Talkin' Trad : An Interview with Edel Fox and Neill Byrne

Chatting to Edel Fox and Neill Byrne is quite an enjoyable experience. The bright and lively characteristics that exists within their music also seems to apply to them as individuals. They have just completed a busy Summer/Autumn promoting their new album called, appropriately enough, The Sunny Banks.  It is without doubt one of the best traditional albums of the year, with great tune selection being the engine that drives it on.  When you get this element of an album so right it shines ever so brightly across the tracks and gives an immediate wow factor to proceedings. You simply sit back and allow what they have created to invade your senses, assured that you are listening to something special.

Conal O Grada at one of the album’s launches during the Summer referenced the fact that “he would go back to it” when looking for tunes.  The word “Classic Album” or more specifically “classic fiddle and concertina album” also entered my thoughts and I couldn’t help but re-listen to Noel Hill and Tony Linnane’s classic 70’s album.  It is a solid reference point when it comes to concertina and fiddle duets.  With these thoughts in my head I asked Edel and Neil were they conscious of other people’s perceptions with regard to tune selection and the fact that the album may be viewed as a classic in years to come.  The closeness of the duet sound comes no doubt from years playing together, strengthened by the fact that they are also in a relationship with plenty of time to pick the tunes.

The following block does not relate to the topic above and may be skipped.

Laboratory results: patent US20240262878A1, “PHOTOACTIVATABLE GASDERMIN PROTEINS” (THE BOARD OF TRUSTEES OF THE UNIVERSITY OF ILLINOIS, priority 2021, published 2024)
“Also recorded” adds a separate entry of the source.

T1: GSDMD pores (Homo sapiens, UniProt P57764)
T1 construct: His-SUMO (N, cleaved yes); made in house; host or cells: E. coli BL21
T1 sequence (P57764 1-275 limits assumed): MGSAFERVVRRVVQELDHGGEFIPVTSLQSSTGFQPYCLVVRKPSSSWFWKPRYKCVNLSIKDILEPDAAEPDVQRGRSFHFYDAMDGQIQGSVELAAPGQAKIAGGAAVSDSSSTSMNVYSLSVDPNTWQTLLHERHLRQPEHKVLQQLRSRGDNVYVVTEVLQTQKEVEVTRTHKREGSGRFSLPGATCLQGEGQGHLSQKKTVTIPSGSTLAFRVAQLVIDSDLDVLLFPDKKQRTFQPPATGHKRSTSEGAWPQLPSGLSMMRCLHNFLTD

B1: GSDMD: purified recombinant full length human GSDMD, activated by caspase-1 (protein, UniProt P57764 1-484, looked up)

“There is the big advantage in living together” Neill says.  “We are constantly buying loads of music books that we reference. We would often be sitting at home watching telly getting bored fairly quickly.  You could be sitting there, flicking through books with one eye on the TV, and assessing tunes at the same time.  We have lots of books with dog ears and at the end of the week we’d go back and there might be 20 tunes that we would narrow down to five or so.  We are a bit nerdy that way, and yes, people have picked up on the tunes we selected when listening to the album.”